I’m a big fan of the artist, Yoshitomo Nara. He is hugely successful and popular in Japan, being treated like a Pop Star rather than an Artist. This is not the reason why I like his work. It is rather because he has created a world that is unique, special and strong. The characters he portrays may seem vulnerable but on inspection they have their own power that can withhold the (sometimes) corrupting influences of the outside world and grown-ups.
Although familiar with his work in print and on the web, (paintings, drawings, acrylic sculpture and ceramics) I think I have only seen one of his sculptures before when visiting the Japan Society in New York. So I was thrilled to see his works at the Dairy Arts Centre in London recently.
This was a major display of his work that included both large and small paintings, bronze sculptures, envelope drawings and detailed graphite drawings. When viewing his paintings and cartoon-esque drawings, I renewed my familiarity with his world, and reminded myself that I do, indeed respect and admire the strength and consistency of his vision. What really stood out for me though, were his graphite pencil drawings that I saw for the first time. These showed another side to his characters’ personalities, by using such a different mark (a fine graphite line) and working the surface intensively, he really adds something new to his rich output.
Many thanks to those who were instrumental in bringing this exhibition to our shores.
There is more information about Nara on Artsy.net here.
This week I was invited back to Bath Spa University to give an afternoon presentation about my work to the new MA students and also to demonstrate how I make things.
I used the above image to start my Powerpoint presentation, as I always like to have something to look at while I wait for other’s talks to begin. The plan was to keep the talk quite short (20 minutes or so), and use the remaining time for making.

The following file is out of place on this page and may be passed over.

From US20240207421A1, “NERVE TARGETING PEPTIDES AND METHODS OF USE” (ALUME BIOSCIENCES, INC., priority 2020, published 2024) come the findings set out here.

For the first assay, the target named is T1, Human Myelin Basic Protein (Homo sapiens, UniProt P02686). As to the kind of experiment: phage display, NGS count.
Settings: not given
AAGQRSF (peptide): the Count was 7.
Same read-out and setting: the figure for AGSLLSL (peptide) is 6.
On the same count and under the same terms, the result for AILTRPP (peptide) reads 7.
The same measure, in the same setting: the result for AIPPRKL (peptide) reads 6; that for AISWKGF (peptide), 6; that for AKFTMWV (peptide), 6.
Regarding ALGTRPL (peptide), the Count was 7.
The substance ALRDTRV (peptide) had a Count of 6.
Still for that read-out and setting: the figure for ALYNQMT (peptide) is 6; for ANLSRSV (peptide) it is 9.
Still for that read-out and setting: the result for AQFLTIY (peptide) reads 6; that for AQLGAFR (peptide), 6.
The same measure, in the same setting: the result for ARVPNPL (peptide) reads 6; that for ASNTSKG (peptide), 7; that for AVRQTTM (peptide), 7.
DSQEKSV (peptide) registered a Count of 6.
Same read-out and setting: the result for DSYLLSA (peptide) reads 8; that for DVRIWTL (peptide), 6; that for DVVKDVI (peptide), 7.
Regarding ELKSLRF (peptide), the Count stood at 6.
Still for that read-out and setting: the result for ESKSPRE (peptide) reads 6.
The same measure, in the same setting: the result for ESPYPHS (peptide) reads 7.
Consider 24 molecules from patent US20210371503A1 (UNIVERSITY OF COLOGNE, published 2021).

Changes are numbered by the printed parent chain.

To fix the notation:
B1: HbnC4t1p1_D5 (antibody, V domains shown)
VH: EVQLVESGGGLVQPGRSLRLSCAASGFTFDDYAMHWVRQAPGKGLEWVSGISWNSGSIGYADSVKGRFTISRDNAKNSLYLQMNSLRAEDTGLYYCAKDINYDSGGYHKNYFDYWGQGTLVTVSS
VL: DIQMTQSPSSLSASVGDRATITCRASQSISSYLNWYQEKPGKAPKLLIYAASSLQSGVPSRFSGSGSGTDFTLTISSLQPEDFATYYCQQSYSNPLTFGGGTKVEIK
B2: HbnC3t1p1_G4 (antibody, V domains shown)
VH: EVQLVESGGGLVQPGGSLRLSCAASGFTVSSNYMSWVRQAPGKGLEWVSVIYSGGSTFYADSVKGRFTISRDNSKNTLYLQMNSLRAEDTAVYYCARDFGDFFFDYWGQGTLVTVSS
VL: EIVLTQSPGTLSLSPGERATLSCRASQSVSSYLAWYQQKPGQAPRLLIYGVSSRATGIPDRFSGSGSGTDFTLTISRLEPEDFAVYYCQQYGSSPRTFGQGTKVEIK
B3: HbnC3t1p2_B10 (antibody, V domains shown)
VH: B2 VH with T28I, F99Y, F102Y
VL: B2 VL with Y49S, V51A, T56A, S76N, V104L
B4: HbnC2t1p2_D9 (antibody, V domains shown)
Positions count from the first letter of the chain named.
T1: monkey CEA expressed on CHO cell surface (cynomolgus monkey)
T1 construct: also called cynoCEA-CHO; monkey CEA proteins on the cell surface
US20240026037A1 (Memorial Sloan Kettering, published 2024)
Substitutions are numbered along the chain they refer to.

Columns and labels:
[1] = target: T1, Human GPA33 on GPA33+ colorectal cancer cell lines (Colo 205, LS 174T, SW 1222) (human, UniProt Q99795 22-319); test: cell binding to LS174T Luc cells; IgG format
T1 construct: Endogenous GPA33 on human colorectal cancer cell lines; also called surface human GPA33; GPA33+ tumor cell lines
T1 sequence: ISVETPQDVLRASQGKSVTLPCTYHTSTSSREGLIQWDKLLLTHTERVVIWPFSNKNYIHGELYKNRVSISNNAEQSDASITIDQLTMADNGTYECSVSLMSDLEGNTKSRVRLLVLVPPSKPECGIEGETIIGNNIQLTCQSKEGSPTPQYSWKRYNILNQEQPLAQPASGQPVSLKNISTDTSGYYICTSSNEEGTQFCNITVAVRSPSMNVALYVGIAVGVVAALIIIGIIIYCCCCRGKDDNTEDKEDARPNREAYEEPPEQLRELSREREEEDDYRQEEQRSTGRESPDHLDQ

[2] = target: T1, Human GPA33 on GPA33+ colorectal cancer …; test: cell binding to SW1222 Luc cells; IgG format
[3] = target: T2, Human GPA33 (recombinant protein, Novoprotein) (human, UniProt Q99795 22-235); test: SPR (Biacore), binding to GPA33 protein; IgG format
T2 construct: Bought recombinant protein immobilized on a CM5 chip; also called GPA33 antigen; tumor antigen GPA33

It was a lot of fun. I enjoyed describing how my zen rogue drawings (such as the one above) developed and then how I struggled to translate them into three dimensions.
I took care to document and show my explorations, possibilities and failures, together with the final ‘finished’ pieces.It is easy to find professional photos of artists’ work on the internet these days, so I wanted to highlight the other areas of the making process that don’t often get shown.
This point was made apparent to me not long ago when I attended a presentation by Philip Eglin at the Royal College of Art, London. He showed us pictures of his studio in various states of tidiness/chaos and also images of work that I have never seen published. This was a huge inspiration to me.
Due to the pressure of time, my hand building demonstration was pretty fast, but this was good as I enjoy working quickly where possible. In this session, I turned out a quick press mould that I used this year for my small heads. Then I made a few pieces from leather hard slabs I had prepared the day before. This was exciting for me, as I haven’t used slabs for a year or so, and I can really see this technique offering a way forward for my figurative pieces.
During the slab demo I found myself mentioning one of my past tutors, Mo Jupp whom I consider one of the most talented people ever to touch clay (within the range of my experience). I was reminded of him the other day when I came across this video on vimeo.
Hopefully I will get the opportunity to visit other places where people handle clay and show what this wonderful and versatile material is capable of.
Phew! It has been a very busy time for me at Bath Spa University recently. Although the summer holidays are normally quiet, MA students like myself were putting the final touches to their work in time for the Degree Show that ran from Friday 19th to Wednesday 24th September.
Now the show has come down, here are a few photos of the display. I was also mentioned in a nice article by the Bath Chronicle. Link is here.